Seriously, most impressive coding I've seen from a kid ever was last year - and that's because he was so off-the-scale he was literally just sent to the IT department (not even teacher!) for stuff to do because he did all his work, all his extension work, and then sat bored for the rest of the lesson because the teachers didn't know what to do with him. We took him under our wing and he learned C and Linux in a few weeks, and was writing his own games before we even started doing that. Back in my day, that was me - I'm nothing special but it appears that kids like I was just don't exist nowadays except at the extreme upper boundary in the top private schools. Someone's seriously fucking up IT teaching somewhere. And you only need to look at the curriculum to find out where. Even the new curricula pushed to private schools are pretty worthless and one of those teachers above just threw it out when approached with it.
My brother was a FORTRAN programmer at university, straight-A, first-class student, etc. He went into teaching. He will not touch IT and the IT he sees makes him cringe, and even the technical side he has so many problems getting people to understand (no, not being able to save ANY settings whatsoever is not a good - or even secure - IT system) that he is constantly frustrated by it. He chooses to teach Maths instead, and I can't blame him. You can either teach Maths or not teach Maths. You can't teach Maths by rote and you can't fake your way in Maths for very long.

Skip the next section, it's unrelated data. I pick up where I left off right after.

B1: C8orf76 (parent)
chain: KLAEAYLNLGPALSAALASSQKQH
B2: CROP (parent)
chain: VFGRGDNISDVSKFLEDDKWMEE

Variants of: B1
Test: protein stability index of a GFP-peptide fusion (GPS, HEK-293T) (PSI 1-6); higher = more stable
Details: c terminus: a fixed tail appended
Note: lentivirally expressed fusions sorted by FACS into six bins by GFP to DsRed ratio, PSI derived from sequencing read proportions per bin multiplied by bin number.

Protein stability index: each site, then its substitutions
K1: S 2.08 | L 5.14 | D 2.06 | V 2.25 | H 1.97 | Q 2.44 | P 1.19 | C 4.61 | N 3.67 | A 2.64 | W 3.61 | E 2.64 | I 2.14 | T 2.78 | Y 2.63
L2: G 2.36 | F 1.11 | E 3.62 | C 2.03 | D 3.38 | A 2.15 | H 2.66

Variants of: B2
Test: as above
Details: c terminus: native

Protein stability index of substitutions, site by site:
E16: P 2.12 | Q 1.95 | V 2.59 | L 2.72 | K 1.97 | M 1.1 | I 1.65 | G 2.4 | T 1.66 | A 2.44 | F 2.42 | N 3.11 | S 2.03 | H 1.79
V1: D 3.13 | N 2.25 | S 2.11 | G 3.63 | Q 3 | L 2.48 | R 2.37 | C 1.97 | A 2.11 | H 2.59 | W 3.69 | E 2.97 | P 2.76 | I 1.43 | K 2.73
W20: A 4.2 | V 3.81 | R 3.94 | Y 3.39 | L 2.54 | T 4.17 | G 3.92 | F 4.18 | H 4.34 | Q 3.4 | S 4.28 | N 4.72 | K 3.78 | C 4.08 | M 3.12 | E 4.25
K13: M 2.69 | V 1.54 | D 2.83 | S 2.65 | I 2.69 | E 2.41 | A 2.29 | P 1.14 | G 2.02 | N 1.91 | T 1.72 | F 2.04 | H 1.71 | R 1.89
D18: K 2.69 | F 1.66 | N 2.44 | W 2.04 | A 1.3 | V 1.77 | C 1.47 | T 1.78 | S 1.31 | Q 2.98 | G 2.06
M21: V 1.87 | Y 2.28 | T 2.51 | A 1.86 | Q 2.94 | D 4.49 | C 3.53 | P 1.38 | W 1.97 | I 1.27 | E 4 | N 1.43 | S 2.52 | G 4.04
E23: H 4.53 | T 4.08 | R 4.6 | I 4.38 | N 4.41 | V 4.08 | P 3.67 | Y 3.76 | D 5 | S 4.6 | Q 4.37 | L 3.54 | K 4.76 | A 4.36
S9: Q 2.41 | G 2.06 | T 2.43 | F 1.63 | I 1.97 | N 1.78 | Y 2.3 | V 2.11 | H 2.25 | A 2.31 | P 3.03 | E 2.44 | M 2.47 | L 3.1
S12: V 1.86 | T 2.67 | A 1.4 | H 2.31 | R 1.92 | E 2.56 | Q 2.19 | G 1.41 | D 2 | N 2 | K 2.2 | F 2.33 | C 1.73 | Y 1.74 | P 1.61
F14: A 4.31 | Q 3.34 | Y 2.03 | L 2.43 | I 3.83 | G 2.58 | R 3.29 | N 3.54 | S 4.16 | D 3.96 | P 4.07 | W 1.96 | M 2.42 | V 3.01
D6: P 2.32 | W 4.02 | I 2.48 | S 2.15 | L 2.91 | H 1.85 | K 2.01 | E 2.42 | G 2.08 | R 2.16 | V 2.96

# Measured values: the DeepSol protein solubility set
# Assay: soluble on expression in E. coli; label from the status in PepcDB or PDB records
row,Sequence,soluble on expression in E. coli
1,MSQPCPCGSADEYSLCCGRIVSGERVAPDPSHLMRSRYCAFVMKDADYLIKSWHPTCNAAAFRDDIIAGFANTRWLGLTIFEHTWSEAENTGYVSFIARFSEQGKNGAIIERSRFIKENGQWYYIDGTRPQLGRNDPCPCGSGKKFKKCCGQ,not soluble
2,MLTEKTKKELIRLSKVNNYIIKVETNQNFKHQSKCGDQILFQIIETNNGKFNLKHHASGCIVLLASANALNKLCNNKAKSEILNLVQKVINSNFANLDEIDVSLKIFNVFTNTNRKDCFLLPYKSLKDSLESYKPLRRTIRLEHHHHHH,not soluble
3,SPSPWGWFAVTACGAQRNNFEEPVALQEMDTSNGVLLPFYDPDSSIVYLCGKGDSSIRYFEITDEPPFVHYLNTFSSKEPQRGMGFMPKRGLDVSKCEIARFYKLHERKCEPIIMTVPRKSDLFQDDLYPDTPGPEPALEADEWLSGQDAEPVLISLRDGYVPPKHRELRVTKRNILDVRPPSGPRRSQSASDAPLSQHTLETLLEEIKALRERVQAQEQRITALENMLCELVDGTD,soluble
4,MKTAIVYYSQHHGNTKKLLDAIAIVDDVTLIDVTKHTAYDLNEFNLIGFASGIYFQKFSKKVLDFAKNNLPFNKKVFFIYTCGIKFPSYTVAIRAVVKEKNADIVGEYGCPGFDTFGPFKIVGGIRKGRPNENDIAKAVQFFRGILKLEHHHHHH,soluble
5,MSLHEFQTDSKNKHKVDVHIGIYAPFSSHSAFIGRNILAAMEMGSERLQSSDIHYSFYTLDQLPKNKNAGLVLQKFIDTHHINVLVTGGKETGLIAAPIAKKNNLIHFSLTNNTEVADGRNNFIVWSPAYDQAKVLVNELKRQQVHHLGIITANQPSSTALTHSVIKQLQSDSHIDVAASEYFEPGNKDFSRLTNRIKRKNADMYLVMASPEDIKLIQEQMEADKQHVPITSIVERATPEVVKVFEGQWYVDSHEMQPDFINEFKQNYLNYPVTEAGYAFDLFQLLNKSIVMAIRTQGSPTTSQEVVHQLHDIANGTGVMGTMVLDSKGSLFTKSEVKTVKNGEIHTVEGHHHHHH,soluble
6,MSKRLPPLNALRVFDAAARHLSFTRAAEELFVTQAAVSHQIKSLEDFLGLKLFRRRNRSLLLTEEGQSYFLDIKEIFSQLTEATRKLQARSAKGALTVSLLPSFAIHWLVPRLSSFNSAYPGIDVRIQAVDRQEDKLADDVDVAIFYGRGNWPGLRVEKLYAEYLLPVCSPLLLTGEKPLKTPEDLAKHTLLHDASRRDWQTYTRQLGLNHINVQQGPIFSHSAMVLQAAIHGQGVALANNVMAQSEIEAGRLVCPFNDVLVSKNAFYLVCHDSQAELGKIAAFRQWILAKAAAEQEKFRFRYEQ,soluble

Unfortunately, IT is the EXACT opposite in the eyes of the average UK school. I've seen people with zero qualifications, industry experience or the first idea about how to use a computer being in charge of directing entire schools about how they should be teaching IT.
Until you fix that, the kids are fucked unless they pay for a private education or take it up themselves.